Symptoms of HUS include fever, abdominal pain, feeling very tired, decreased frequency of urination, small unexplained bruises or bleeding, and pallor. Most people with HUS recover within a few weeks, but some suffer permanent damage or die. People who experience these symptoms should seek emergency medical care immediately. Persons with HUS should be hospitalized because their kidneys may stop working (acute renal failure), but they may also develop other serious problems such as hypertension, chronic kidney disease, and neurologic problems.

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Who is at Risk?

People of any age can become infected with Shiga toxin-producing (STEC) E. coli. Children under the age of 5 years, adults older than 65, and people with weakened immune systems are more likely than others to develop severe illness, including HUS, but even healthy older children and young adults can become seriously ill..

What Do Restaurants and Retailers Need To Do?

There is no recommendation for consumers or retailers to avoid using and consuming romaine lettuce that have been harvested from areas outside of Monterey, San Benito, or Santa Barbara counties in California. For example, romaine lettuce harvested from areas that include, but are not limited to the desert growing region near Yuma, the California desert growing region near Imperial County and Riverside County, the state of Florida, and Mexico, do not appear to be related to the current outbreak. Also, there is no longer a recommendation to avoid romaine from Ventura, San Luis Obispo, and Santa Cruz counties in California, provided it was harvested after November 23, 2018. Additionally, there is no evidence hydroponically- and greenhouse-grown romaine is related to the current outbreak.

The FDA believes it is important that consumers and retailers have an easy way to identify romaine lettuce by both harvest date and harvest location. Labeling with this information on each bag of romaine, or signage in stores where labels are not an option, can easily differentiate romaine from unaffected growing regions for consumers.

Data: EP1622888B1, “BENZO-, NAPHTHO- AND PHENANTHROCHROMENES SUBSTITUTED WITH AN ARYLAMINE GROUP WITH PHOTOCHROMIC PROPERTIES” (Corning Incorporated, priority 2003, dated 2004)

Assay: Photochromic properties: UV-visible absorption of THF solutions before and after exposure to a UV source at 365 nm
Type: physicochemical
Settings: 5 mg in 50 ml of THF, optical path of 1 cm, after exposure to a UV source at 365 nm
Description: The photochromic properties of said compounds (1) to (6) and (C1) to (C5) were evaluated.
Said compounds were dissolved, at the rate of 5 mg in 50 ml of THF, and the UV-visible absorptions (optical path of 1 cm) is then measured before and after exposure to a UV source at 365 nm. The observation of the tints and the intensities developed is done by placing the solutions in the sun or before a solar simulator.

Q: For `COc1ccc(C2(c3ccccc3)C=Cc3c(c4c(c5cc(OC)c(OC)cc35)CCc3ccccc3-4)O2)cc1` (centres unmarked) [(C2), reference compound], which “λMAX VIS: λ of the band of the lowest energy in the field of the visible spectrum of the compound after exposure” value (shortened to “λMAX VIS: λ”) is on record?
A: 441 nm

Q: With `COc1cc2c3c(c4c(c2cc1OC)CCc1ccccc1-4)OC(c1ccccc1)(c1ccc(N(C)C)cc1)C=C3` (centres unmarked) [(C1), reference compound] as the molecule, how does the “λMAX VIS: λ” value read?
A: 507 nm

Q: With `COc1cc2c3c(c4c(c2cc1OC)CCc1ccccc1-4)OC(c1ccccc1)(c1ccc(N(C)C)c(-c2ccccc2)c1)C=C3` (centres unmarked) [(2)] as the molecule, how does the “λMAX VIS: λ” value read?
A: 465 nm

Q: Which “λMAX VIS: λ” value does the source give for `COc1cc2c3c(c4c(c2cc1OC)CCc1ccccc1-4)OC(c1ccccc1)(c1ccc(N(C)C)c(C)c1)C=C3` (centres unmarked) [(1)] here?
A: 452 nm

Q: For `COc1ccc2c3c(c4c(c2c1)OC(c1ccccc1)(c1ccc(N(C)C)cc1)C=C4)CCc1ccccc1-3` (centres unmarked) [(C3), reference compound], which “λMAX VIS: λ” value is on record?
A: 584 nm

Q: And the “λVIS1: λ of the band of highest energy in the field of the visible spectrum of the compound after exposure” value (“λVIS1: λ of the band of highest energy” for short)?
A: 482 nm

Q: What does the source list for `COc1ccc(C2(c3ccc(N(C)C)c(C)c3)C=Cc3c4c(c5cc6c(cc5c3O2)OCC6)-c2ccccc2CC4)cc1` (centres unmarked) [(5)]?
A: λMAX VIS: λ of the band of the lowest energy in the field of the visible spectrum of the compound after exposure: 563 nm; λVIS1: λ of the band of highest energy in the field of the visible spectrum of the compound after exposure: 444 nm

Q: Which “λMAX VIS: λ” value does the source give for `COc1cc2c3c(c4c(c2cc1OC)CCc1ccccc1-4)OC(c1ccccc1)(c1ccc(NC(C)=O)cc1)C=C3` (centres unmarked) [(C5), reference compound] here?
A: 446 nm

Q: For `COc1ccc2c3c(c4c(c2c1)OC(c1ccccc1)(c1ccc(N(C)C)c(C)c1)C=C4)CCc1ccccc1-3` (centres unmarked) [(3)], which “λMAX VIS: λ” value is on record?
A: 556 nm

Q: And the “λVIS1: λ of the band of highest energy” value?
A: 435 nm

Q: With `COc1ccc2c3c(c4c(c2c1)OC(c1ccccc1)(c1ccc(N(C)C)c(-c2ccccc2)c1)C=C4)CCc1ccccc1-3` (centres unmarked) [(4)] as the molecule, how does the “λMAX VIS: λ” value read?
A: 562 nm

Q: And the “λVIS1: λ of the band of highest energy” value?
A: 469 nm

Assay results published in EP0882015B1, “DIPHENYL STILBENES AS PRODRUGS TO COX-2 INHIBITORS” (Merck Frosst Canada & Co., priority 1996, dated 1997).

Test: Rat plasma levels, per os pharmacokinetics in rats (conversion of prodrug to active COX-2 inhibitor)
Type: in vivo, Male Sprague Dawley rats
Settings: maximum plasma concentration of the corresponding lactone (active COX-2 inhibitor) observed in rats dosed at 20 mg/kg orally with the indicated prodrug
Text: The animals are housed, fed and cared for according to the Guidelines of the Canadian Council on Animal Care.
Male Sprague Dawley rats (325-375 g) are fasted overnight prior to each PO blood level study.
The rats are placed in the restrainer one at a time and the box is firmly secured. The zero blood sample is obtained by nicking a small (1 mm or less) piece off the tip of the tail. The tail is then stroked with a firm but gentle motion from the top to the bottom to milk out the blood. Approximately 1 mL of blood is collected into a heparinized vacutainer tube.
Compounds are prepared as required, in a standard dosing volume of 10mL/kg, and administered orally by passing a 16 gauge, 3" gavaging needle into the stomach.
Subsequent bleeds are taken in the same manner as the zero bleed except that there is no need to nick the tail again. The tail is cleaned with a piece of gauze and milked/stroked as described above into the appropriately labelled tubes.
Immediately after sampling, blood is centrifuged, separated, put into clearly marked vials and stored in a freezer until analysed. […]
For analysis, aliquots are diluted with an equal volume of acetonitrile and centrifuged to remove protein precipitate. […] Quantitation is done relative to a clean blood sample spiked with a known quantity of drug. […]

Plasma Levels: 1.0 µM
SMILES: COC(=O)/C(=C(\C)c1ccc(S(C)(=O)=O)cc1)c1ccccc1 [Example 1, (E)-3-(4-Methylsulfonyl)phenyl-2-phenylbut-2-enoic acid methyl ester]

Hydroponically- and greenhouse-grown romaine also does not appear to be related to the current outbreak. There is no recommendation for consumers or retailers to avoid using romaine harvested from these sources.

Restaurants and retailers should always practice safe food handling and preparation measures. It is recommended that they wash hands, utensils, and surfaces with hot, soapy water before and after handling food.

  • Regular frequent cleaning and sanitizing of food contact surfaces and utensils used in food preparation may help to minimize the likelihood of cross-contamination.
  • Wash and sanitize display cases and refrigerators regularly.
  • Wash and sanitize cutting boards, surfaces, and utensils used to prepare, serve, or store food.
  • Wash hands with hot water and soap following the cleaning and sanitation process. 

What Do Consumers Need To Do?

Consumers may notice that romaine lettuce is beginning to be available in stores with the new labeling. Based on discussions with producers and distributors, romaine lettuce entering the market will now be voluntarily labeled with a harvest location and a harvest date or will be labeled as being hydroponically- or greenhouse- grown. If it does not have this information, you should not eat or use it.

If it does have this information, we advise avoiding any product from Monterey, San Benito, and Santa Barbara counties in California. Romaine from outside those regions need not be avoided.

Additional counties may be added or subtracted as FDA traceback investigation continues.

Romaine lettuce that was harvested outside of Monterey, San Benito, and Santa Barbara counties in California does not appear to be related to the current outbreak. Hydroponically- and greenhouse-grown romaine also does not appear to be related to the current outbreak. There is no recommendation for consumers or retailers to avoid using romaine harvested from these sources.

Consumers should always practice safe food handling and preparation measures. It is recommended that they wash hands, utensils, and surfaces with hot, soapy water before and after handling food. Produce items should be rinsed in clean, running water without the use of additional cleaners or soaps.

What do Suppliers and Distributors Need to Do?

It is important to note that suppliers, distributors and others in the supply chain should not be shipping or selling romaine lettuce from the identified growing regions in California: Monterey, San Benito, and Santa Barbara.

FDA continues to recommend that labels are placed on romaine lettuce entering the market to help consumers and retailers determine that the romaine is from unaffected growing regions, those outside of Monterey, San Benito, or Santa Barbara counties in California.

Additionally, romaine from Ventura County, San Luis Obispo County, and Santa Cruz County should be labeled with harvest area and harvest date that allows it to be distinguished from romaine lettuce that should be avoided.

Additional Information

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Page Last Updated: 12/13/2018